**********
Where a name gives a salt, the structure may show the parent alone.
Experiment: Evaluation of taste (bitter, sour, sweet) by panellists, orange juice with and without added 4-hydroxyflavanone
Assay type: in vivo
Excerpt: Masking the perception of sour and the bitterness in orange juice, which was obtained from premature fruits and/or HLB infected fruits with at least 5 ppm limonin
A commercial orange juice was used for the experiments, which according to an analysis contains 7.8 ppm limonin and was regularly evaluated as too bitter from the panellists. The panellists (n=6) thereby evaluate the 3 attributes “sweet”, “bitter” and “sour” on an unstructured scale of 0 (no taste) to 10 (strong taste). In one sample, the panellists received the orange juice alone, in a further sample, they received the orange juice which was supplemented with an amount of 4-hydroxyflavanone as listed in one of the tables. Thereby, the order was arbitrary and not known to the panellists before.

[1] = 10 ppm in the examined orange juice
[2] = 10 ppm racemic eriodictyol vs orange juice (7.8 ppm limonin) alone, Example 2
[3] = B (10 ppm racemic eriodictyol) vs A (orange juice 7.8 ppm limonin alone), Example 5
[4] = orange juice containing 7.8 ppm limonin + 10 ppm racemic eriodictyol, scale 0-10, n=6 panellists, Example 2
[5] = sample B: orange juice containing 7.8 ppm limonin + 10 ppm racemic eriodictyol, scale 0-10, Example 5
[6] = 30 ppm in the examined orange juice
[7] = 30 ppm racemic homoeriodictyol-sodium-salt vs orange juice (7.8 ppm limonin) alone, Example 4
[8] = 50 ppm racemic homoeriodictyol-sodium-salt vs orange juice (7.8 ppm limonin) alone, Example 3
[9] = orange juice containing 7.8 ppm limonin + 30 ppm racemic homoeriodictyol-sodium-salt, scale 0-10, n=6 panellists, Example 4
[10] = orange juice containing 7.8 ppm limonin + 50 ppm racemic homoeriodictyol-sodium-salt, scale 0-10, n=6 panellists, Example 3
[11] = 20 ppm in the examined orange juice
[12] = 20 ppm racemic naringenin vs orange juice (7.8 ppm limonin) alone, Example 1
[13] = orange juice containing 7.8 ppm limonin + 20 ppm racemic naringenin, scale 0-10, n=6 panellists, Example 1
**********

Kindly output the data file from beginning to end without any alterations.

Where a name gives a salt, the structure may show the parent alone.
Experiment: Evaluation of taste (bitter, sour, sweet) by panellists, orange juice with and without added 4-hydroxyflavanone
Assay type: in vivo
Excerpt: Masking the perception of sour and the bitterness in orange juice, which was obtained from premature fruits and/or HLB infected fruits with at least 5 ppm limonin
A commercial orange juice was used for the experiments, which according to an analysis contains 7.8 ppm limonin and was regularly evaluated as too bitter from the panellists. The panellists (n=6) thereby evaluate the 3 attributes “sweet”, “bitter” and “sour” on an unstructured scale of 0 (no taste) to 10 (strong taste). In one sample, the panellists received the orange juice alone, in a further sample, they received the orange juice which was supplemented with an amount of 4-hydroxyflavanone as listed in one of the tables. Thereby, the order was arbitrary and not known to the panellists before.

[1] = 10 ppm in the examined orange juice
[2] = 10 ppm racemic eriodictyol vs orange juice (7.8 ppm limonin) alone, Example 2
[3] = B (10 ppm racemic eriodictyol) vs A (orange juice 7.8 ppm limonin alone), Example 5
[4] = orange juice containing 7.8 ppm limonin + 10 ppm racemic eriodictyol, scale 0-10, n=6 panellists, Example 2
[5] = sample B: orange juice containing 7.8 ppm limonin + 10 ppm racemic eriodictyol, scale 0-10, Example 5
[6] = 30 ppm in the examined orange juice
[7] = 30 ppm racemic homoeriodictyol-sodium-salt vs orange juice (7.8 ppm limonin) alone, Example 4
[8] = 50 ppm racemic homoeriodictyol-sodium-salt vs orange juice (7.8 ppm limonin) alone, Example 3
[9] = orange juice containing 7.8 ppm limonin + 30 ppm racemic homoeriodictyol-sodium-salt, scale 0-10, n=6 panellists, Example 4
[10] = orange juice containing 7.8 ppm limonin + 50 ppm racemic homoeriodictyol-sodium-salt, scale 0-10, n=6 panellists, Example 3
[11] = 20 ppm in the examined orange juice
[12] = 20 ppm racemic naringenin vs orange juice (7.8 ppm limonin) alone, Example 1
[13] = orange juice containing 7.8 ppm limonin + 20 ppm racemic naringenin, scale 0-10, n=6 panellists, Example 1